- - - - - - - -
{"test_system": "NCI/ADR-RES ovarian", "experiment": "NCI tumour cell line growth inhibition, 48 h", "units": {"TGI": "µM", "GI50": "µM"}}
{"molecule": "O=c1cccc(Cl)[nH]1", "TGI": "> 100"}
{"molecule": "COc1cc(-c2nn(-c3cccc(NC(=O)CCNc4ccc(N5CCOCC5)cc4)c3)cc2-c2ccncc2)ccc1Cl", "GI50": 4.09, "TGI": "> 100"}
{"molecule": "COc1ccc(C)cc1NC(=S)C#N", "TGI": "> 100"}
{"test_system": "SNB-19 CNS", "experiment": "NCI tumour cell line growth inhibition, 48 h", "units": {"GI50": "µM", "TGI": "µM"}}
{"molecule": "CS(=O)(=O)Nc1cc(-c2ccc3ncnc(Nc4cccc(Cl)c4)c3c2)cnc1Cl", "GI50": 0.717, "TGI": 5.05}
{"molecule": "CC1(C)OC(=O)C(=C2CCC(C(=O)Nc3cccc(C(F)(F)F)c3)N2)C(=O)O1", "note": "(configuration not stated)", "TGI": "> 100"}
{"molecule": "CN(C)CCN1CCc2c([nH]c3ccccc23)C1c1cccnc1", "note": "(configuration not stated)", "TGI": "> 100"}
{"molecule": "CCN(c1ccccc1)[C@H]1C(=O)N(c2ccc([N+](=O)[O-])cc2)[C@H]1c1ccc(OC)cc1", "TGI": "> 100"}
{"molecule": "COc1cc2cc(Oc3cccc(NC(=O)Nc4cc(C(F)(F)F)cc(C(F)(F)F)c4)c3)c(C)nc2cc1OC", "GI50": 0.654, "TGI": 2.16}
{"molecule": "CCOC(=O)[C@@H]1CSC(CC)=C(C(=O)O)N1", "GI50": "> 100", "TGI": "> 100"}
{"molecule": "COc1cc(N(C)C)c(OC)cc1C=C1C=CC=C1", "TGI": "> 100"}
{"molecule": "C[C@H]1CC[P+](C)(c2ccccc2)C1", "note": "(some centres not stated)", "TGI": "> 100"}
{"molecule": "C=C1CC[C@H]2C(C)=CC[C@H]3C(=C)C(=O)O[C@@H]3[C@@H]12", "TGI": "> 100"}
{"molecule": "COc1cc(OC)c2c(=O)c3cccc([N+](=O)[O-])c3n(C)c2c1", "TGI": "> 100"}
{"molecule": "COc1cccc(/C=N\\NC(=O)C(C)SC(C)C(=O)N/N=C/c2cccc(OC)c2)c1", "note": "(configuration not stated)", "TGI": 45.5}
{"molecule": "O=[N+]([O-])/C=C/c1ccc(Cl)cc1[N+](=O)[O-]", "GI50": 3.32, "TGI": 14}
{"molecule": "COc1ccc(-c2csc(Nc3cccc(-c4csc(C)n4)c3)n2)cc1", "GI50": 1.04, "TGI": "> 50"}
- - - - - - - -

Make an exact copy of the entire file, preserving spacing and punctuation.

{"test_system": "NCI/ADR-RES ovarian", "experiment": "NCI tumour cell line growth inhibition, 48 h", "units": {"TGI": "µM", "GI50": "µM"}}
{"molecule": "O=c1cccc(Cl)[nH]1", "TGI": "> 100"}
{"molecule": "COc1cc(-c2nn(-c3cccc(NC(=O)CCNc4ccc(N5CCOCC5)cc4)c3)cc2-c2ccncc2)ccc1Cl", "GI50": 4.09, "TGI": "> 100"}
{"molecule": "COc1ccc(C)cc1NC(=S)C#N", "TGI": "> 100"}
{"test_system": "SNB-19 CNS", "experiment": "NCI tumour cell line growth inhibition, 48 h", "units": {"GI50": "µM", "TGI": "µM"}}
{"molecule": "CS(=O)(=O)Nc1cc(-c2ccc3ncnc(Nc4cccc(Cl)c4)c3c2)cnc1Cl", "GI50": 0.717, "TGI": 5.05}
{"molecule": "CC1(C)OC(=O)C(=C2CCC(C(=O)Nc3cccc(C(F)(F)F)c3)N2)C(=O)O1", "note": "(configuration not stated)", "TGI": "> 100"}
{"molecule": "CN(C)CCN1CCc2c([nH]c3ccccc23)C1c1cccnc1", "note": "(configuration not stated)", "TGI": "> 100"}
{"molecule": "CCN(c1ccccc1)[C@H]1C(=O)N(c2ccc([N+](=O)[O-])cc2)[C@H]1c1ccc(OC)cc1", "TGI": "> 100"}
{"molecule": "COc1cc2cc(Oc3cccc(NC(=O)Nc4cc(C(F)(F)F)cc(C(F)(F)F)c4)c3)c(C)nc2cc1OC", "GI50": 0.654, "TGI": 2.16}
{"molecule": "CCOC(=O)[C@@H]1CSC(CC)=C(C(=O)O)N1", "GI50": "> 100", "TGI": "> 100"}
{"molecule": "COc1cc(N(C)C)c(OC)cc1C=C1C=CC=C1", "TGI": "> 100"}
{"molecule": "C[C@H]1CC[P+](C)(c2ccccc2)C1", "note": "(some centres not stated)", "TGI": "> 100"}
{"molecule": "C=C1CC[C@H]2C(C)=CC[C@H]3C(=C)C(=O)O[C@@H]3[C@@H]12", "TGI": "> 100"}
{"molecule": "COc1cc(OC)c2c(=O)c3cccc([N+](=O)[O-])c3n(C)c2c1", "TGI": "> 100"}
{"molecule": "COc1cccc(/C=N\\NC(=O)C(C)SC(C)C(=O)N/N=C/c2cccc(OC)c2)c1", "note": "(configuration not stated)", "TGI": 45.5}
{"molecule": "O=[N+]([O-])/C=C/c1ccc(Cl)cc1[N+](=O)[O-]", "GI50": 3.32, "TGI": 14}
{"molecule": "COc1ccc(-c2csc(Nc3cccc(-c4csc(C)n4)c3)n2)cc1", "GI50": 1.04, "TGI": "> 50"}